Tuesday, July 22, 2008

Simple Designs - a myth or a reality?


At times, I use the white board at my workstation to scribble interesting quotes that appeal to me. A few weeks ago, I wrote this one:

"There are two ways of constructing a software design. One way is to make it so simple that there are obviously no deficiencies. And the other way is to make it so complicated that there are no obvious deficiencies. (Charles Hoare)."

The quote led to an interesting discussion amongst the ones who read it. The curious question was – what is ‘simple’ design. I pondered for a while. I knew that simplicity was far complex than I thought. I wanted to understand what is means to have simplicity in content design, media design, functional design, web design, and any other design that we ought to do! So I started my journey to explore what is simple design…here is what I found on my way. An interesting definition.

This is an excerpt taken from an article titled, “Keep it simple, stupid!” by Pär Almqvist.

A Definition of Simplicity
What is simplicity? It could be defined as "the absence of unnecessary elements," or even shorter "the essence." Simplicity doesn't equal boring. Simplicity doesn't equal shallow. Simplicity is especially important when designing information- and media-rich interfaces. Simplicity isn't a design style, it's a perspective on design, an approach which often creates the most beautiful and the most usable results. A common mistake is to think that obtaining simplicity is a matter of reduction, of reducing something which is more complete than the "simple" end result. On the contrary, simplicity requires serious thought and effort. As I wrote in my article
Fragments of time; "A modern paradox is that it's simpler to create complex interfaces because it's so complex to simplify them."

How to Obtain Simplicity
Simplicity isn't easy to obtain. I have, however, roughly devised a formula that lays the foundation for simplicity. Albert Einstein said; "If A is to succeed in life, then A = x + y + z. Work is x, y is play and z is to listen.
"A functioning formula for simplicity (where A equals simplicity) could be A = x + y + z. x is good research and prototyping, y is play and z is the reduction of unnecessary elements.

In the above definition, the author reiterates that simplicity requires thought and effort. Another example to support this definition is here, where the author (Nika Smith) discusses the evolution of Gmail chat and specifically how the Gmail chat window was designed.

The author reiterates, “Often, the features we launch seem so simple that you might think they're the result of blatantly obvious design decisions. In fact, every feature is subjected to a healthy dose of scrutiny within the Gmail team, and usually that includes rapidly iterating on designs by collecting user feedback, learning what works and what doesn't, and improving on our work based on this knowledge.”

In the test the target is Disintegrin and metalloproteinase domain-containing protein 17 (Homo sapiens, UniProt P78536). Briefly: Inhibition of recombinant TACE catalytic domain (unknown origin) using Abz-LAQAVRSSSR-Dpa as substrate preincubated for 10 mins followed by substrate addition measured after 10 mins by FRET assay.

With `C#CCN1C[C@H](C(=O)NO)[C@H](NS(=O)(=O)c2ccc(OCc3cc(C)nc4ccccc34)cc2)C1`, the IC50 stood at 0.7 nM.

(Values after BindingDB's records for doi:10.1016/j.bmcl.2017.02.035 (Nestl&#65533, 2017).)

From what I gather, I believe simple designs:-
- appear intuitive and easy to make - but they take time to build
- involve multiple iterations of review and feedback
- are meant for the purpose (meet requirements)
- are naturally usable
- have more impact because they have less distractions

So, what does simplicity mean to you in the context of design?

Are simple designs better than complex ones? Do our users appreciate simplicity? Is simplicity the need and the reality of the day?

OR

Is simplicity simply an overrated aspect of design? Does simple sell or do our users want more features? Is simplicity a myth?

What do you think?

5 comments:

Saumi said...

Submitted on 2008/07/24 at 7:38pm

I think simplicity is a life style necessity in our times.

In the media-intensive world of today, we are bombarded with informations that we may or may not need. It takes a considerable bandwidth for us to weed through the clutter to get to the crux. That leaves us with very little bandwidth to explore what we are really looking for or seeking.

If we want any kind of messaging to be effective, then we have to facilitate ease of availability, use, and understanding for our audience. And that is where a SIMPLE design plays a big role.

That’s my two cents on simplicity — a lifestyle need in our times.

Taruna Goel on January 8, 2010 at 1:58 PM said...

Submitted on 2008/07/25 at 9:43am

Thanks for your comment Saumi! Couldn’t agree with you more. Infact, the teachings of Zen highlight that to move towards simple living - we should try to do ‘less’ in a day! Taking that thought to our designs, the courses and interfaces that we make, may be need to start looking at doing less and generating the same or even more impact!

Hannah said...

Submitted on 2008/07/30 at 10:49am

Can’t agree more with your final bulleted list of the essence of simplicity. Certainly, simplicity wins hands down in any situation. However, making complex ideas simple requires a lot of hardwork and thinking, which incidentally is very hard to come across:-)

Enjoyed your writeup.

Taruna Goel on January 8, 2010 at 1:59 PM said...

Submitted on 2008/07/30 at 12:44pm

Thanks for sharing your view Hannah!

Sandipan said...

Submitted on 2008/08/29 at 5:15pm

I think if the designer can clearly illustrate to others about what he/she wants to do, and how to do it, or in other words, any one other than the designer can clearly understand the design without any additional prompting by the designer, that design is a simple one! And when the vision is not clear, the design takes a complex shape, where its hard to understand for evryone, including the designer.

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